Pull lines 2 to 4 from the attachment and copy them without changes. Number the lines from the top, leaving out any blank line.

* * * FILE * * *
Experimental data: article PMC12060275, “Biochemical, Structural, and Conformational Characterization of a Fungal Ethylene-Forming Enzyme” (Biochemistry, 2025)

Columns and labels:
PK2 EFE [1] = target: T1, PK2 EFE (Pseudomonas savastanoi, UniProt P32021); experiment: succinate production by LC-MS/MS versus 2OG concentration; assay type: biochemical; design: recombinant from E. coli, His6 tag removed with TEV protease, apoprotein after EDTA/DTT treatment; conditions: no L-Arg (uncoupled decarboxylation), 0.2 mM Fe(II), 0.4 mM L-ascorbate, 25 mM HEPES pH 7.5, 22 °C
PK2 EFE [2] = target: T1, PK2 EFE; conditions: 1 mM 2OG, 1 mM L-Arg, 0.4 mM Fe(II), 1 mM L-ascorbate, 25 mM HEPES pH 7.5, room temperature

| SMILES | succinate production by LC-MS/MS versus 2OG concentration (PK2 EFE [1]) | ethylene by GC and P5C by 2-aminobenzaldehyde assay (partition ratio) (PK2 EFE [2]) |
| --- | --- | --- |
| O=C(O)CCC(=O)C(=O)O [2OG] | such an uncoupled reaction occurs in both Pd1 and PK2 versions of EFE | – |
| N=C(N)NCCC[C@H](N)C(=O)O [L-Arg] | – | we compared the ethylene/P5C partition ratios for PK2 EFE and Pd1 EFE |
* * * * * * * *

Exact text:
Columns and labels:
PK2 EFE [1] = target: T1, PK2 EFE (Pseudomonas savastanoi, UniProt P32021); experiment: succinate production by LC-MS/MS versus 2OG concentration; assay type: biochemical; design: recombinant from E. coli, His6 tag removed with TEV protease, apoprotein after EDTA/DTT treatment; conditions: no L-Arg (uncoupled decarboxylation), 0.2 mM Fe(II), 0.4 mM L-ascorbate, 25 mM HEPES pH 7.5, 22 °C
PK2 EFE [2] = target: T1, PK2 EFE; conditions: 1 mM 2OG, 1 mM L-Arg, 0.4 mM Fe(II), 1 mM L-ascorbate, 25 mM HEPES pH 7.5, room temperature